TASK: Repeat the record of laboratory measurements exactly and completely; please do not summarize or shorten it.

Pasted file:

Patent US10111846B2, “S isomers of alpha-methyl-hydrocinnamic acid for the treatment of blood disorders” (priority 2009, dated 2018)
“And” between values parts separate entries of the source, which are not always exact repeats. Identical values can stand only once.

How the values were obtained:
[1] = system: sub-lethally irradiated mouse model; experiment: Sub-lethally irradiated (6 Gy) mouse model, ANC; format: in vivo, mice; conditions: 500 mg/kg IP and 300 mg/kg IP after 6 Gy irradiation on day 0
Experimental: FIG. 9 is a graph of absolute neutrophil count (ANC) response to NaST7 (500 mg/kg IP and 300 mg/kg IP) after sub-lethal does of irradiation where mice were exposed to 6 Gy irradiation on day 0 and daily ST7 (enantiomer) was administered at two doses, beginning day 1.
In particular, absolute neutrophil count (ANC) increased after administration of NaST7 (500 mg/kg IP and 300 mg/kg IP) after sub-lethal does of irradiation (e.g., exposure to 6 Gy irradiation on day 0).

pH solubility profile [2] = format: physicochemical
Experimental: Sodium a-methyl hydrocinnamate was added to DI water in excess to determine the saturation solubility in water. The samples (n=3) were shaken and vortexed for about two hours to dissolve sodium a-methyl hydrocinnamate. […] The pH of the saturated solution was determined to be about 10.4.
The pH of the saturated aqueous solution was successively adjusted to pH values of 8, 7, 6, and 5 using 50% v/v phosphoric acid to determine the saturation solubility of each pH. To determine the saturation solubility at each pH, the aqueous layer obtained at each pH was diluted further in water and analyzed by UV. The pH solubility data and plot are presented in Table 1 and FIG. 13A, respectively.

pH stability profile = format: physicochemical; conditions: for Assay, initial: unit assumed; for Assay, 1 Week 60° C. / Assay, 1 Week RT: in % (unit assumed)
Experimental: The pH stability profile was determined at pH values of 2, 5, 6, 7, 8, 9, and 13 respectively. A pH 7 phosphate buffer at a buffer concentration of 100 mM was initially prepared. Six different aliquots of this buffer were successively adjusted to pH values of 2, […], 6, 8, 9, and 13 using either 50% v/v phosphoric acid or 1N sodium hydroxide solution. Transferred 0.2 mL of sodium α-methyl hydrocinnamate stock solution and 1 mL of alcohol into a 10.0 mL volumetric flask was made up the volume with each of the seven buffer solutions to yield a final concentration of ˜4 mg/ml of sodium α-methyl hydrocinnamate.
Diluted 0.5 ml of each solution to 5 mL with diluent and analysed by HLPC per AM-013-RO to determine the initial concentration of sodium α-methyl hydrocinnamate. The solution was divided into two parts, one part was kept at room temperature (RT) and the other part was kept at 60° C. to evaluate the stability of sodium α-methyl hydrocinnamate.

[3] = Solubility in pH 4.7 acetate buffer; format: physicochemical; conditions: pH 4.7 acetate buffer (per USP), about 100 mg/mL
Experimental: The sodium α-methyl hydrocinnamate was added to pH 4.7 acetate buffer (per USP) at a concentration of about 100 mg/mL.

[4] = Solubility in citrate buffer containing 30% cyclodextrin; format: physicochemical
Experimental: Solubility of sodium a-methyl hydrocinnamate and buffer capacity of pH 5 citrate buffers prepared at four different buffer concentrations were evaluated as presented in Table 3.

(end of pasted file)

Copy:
Patent US10111846B2, “S isomers of alpha-methyl-hydrocinnamic acid for the treatment of blood disorders” (priority 2009, dated 2018)
“And” between values parts separate entries of the source, which are not always exact repeats. Identical values can stand only once.

How the values were obtained:
[1] = system: sub-lethally irradiated mouse model; experiment: Sub-lethally irradiated (6 Gy) mouse model, ANC; format: in vivo, mice; conditions: 500 mg/kg IP and 300 mg/kg IP after 6 Gy irradiation on day 0
Experimental: FIG. 9 is a graph of absolute neutrophil count (ANC) response to NaST7 (500 mg/kg IP and 300 mg/kg IP) after sub-lethal does of irradiation where mice were exposed to 6 Gy irradiation on day 0 and daily ST7 (enantiomer) was administered at two doses, beginning day 1.
In particular, absolute neutrophil count (ANC) increased after administration of NaST7 (500 mg/kg IP and 300 mg/kg IP) after sub-lethal does of irradiation (e.g., exposure to 6 Gy irradiation on day 0).

pH solubility profile [2] = format: physicochemical
Experimental: Sodium a-methyl hydrocinnamate was added to DI water in excess to determine the saturation solubility in water. The samples (n=3) were shaken and vortexed for about two hours to dissolve sodium a-methyl hydrocinnamate. […] The pH of the saturated solution was determined to be about 10.4.
The pH of the saturated aqueous solution was successively adjusted to pH values of 8, 7, 6, and 5 using 50% v/v phosphoric acid to determine the saturation solubility of each pH. To determine the saturation solubility at each pH, the aqueous layer obtained at each pH was diluted further in water and analyzed by UV. The pH solubility data and plot are presented in Table 1 and FIG. 13A, respectively.

pH stability profile = format: physicochemical; conditions: for Assay, initial: unit assumed; for Assay, 1 Week 60° C. / Assay, 1 Week RT: in % (unit assumed)
Experimental: The pH stability profile was determined at pH values of 2, 5, 6, 7, 8, 9, and 13 respectively. A pH 7 phosphate buffer at a buffer concentration of 100 mM was initially prepared. Six different aliquots of this buffer were successively adjusted to pH values of 2, […], 6, 8, 9, and 13 using either 50% v/v phosphoric acid or 1N sodium hydroxide solution. Transferred 0.2 mL of sodium α-methyl hydrocinnamate stock solution and 1 mL of alcohol into a 10.0 mL volumetric flask was made up the volume with each of the seven buffer solutions to yield a final concentration of ˜4 mg/ml of sodium α-methyl hydrocinnamate.
Diluted 0.5 ml of each solution to 5 mL with diluent and analysed by HLPC per AM-013-RO to determine the initial concentration of sodium α-methyl hydrocinnamate. The solution was divided into two parts, one part was kept at room temperature (RT) and the other part was kept at 60° C. to evaluate the stability of sodium α-methyl hydrocinnamate.

[3] = Solubility in pH 4.7 acetate buffer; format: physicochemical; conditions: pH 4.7 acetate buffer (per USP), about 100 mg/mL
Experimental: The sodium α-methyl hydrocinnamate was added to pH 4.7 acetate buffer (per USP) at a concentration of about 100 mg/mL.

[4] = Solubility in citrate buffer containing 30% cyclodextrin; format: physicochemical
Experimental: Solubility of sodium a-methyl hydrocinnamate and buffer capacity of pH 5 citrate buffers prepared at four different buffer concentrations were evaluated as presented in Table 3.